The press conference included the incumbent and challenger candidates for Sunnyvale City Council Seats 1 and 2, and it allowed students to interact with local politicians. The candidates discussed with students a multitude of city problems like traffic, education, environment, and, central to our analysis, finances.

When asked what the central path toward progress was for the City of Sunnyvale, Mayor Glenn Hendricks said improving the stability of the city’s finances would go a long way toward the city’s development and its ability to tackle all challenges with the best interests of the people in mind: “There are a lot of things we have to work on, but I think finances are at the core, in order to bring quality of life,” Mr. Hendricks said.

Later on in the press conference, when opposing views on finances were brought up, Mr. Hendricks reiterated the core issue of finances and how they are crucial for the city’s development. According to his thinking, where the city must start is “with the long term finances of the city. We have to be sustainable. We have to be able to pay for all the core services that people want to have.”

Challenger Josh Grossman also believes in the importance of finances, but he also focused on other aspects of the City of Sunnyvale: “It’s great to have a balanced budget, and that’s really critical, but if we sacrifice our quality of life … so I want to have both.” Despite his intent to improve the quality of life for residents, he agrees that the budget must be taken into account and kept stable.

Challenger Henry Alexander III discussed the openness of the budget and the city’s transparent use of finances, an issue he sees as prevalent. “Be it budgets, be it the amount people are being paid, be it the amount people are giving finance … for campaigns, these are things I think people care about.”

The remaining incumbent candidate, Gustav Larsson, discussed the importance of the city’s drive toward clean energy. Despite not touching on financial aspects of such a venture, he described the benefits it would entail — giving it an importance above many other projects the City of Sunnyvale was considering. “Actually, the City of Sunnyvale has already taken the initiative…on bringing clean energy.”


Sunnyvale City Council candidates are concerned about quality of life 

By Thomas Maiello, Brandon Raybon and Alan Rivera

Staff Writers

Sunnyvale City Council candidates are concerned that the city’s quality of life is being challenged by many social and environmental issues.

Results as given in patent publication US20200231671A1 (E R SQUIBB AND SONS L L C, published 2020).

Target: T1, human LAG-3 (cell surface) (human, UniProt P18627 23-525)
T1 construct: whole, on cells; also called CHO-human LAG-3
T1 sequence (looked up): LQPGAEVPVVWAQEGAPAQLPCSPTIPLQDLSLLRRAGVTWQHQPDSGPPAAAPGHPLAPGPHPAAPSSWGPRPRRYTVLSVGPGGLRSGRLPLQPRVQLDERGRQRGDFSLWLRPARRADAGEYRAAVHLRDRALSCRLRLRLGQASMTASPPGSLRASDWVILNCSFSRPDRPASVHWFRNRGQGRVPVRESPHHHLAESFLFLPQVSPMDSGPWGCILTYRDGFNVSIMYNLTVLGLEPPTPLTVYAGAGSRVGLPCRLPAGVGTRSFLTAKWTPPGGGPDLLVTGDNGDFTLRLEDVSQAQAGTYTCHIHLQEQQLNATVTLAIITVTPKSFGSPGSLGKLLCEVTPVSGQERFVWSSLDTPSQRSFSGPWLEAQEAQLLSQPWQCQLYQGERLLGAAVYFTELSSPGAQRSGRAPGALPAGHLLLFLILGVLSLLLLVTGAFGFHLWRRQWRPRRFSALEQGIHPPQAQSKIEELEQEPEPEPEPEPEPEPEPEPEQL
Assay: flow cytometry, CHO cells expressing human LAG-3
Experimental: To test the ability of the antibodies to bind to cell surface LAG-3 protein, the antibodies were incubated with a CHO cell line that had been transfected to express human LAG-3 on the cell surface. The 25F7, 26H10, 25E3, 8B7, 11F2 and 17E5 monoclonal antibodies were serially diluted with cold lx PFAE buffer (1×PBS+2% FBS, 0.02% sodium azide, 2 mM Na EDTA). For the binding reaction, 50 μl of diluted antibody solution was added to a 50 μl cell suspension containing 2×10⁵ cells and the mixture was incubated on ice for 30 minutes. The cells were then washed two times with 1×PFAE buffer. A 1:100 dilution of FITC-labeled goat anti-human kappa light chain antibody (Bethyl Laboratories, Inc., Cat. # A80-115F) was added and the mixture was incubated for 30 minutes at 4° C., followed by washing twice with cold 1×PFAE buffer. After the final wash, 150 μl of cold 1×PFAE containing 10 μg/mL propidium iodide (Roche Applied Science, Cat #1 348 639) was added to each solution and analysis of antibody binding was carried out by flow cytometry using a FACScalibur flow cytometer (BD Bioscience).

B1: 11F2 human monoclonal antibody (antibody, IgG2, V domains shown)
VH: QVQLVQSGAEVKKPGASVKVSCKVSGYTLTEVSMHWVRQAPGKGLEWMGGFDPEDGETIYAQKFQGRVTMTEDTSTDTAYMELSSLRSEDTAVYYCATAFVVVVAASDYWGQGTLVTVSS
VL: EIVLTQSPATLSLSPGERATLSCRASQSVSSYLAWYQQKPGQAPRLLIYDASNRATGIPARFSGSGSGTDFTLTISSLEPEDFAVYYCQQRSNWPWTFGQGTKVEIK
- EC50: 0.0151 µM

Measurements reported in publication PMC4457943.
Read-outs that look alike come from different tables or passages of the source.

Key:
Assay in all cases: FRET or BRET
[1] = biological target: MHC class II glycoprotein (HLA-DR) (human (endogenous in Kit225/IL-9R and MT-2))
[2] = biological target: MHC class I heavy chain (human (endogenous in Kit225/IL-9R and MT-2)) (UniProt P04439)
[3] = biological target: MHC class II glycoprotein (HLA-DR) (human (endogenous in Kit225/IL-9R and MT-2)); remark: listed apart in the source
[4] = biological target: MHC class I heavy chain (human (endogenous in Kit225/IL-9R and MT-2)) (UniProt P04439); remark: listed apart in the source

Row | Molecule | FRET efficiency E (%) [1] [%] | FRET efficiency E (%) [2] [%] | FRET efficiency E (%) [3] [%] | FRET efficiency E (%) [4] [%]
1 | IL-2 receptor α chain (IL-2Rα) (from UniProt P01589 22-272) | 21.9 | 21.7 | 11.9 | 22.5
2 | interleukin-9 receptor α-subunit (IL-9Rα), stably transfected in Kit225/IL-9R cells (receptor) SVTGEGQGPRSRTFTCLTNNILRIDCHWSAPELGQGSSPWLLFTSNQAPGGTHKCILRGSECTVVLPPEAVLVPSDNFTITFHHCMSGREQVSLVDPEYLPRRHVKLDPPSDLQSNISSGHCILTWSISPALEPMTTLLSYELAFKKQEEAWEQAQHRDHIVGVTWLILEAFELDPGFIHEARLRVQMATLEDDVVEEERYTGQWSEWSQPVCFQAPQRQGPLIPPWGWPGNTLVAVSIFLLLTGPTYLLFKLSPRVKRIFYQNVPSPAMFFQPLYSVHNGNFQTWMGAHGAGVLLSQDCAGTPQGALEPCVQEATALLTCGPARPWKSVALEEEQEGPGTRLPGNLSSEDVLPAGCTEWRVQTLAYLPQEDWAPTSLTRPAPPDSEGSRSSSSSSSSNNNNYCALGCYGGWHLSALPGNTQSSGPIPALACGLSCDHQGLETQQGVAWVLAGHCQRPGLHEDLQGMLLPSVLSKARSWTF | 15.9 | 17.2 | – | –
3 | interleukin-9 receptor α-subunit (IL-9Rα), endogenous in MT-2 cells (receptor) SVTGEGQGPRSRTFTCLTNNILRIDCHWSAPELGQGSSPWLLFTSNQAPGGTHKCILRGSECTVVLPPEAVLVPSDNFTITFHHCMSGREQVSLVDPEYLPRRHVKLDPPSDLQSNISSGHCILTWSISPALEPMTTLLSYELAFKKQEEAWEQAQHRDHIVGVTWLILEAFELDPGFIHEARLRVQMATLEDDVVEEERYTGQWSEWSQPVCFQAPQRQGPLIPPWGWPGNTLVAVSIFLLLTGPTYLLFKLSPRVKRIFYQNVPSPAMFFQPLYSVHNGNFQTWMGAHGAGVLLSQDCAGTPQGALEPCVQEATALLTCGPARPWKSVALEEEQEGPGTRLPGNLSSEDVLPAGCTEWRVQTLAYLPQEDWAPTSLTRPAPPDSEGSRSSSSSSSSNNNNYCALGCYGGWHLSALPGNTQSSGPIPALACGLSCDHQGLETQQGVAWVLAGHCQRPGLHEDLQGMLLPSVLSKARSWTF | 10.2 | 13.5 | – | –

On Oct. 4, Sunnyvale City Council candidates Glenn Hendricks, Gustav Larsson, Josh Grossman and Henry Alexander III attended a press conference held by Summit Denali student journalists.

Sunnyvale is about the size of Mountain View and Cupertino combined, according to the San Francisco Chronicle. According to the Sunnyvale website and the Cupertino website, Sunnyvale has 22 parks, while Cupertino has over 30 parks.

“The most important thing is the quality of life. The quality of life has decreased ever since the developments have started to increase. We need more parks to improve the quality of life,” Mr. Alexander said.

In December 2016, the Sunnyvale City Council voted in favor of the Silicon Valley Clean Energy Act. According to the Mercury News,“The move means 100 percent of the city’s energy will come from renewable, carbon-free energy sources come April.”

Clean energy has been a focus for the City Council when discussing the quality of life. “We brought clean energy to Sunnyvale; we want other cities in Santa Clara County to participate in that,” Mr. Hendricks said.

Other candidates were concerned that development in Sunnyvale has affected quality of life for residents.

“I got involved in politics because I remember people getting kicked out of a mobile home park for a six dwelling unit to be put in its place,” Mr. Grossman said. “We need to make sure that companies like Apple and Google pay their share in our city. Currently Apple and Google together pay $24,000 to the city of Sunnyvale for being here. We want to make sure that large companies pay their share.”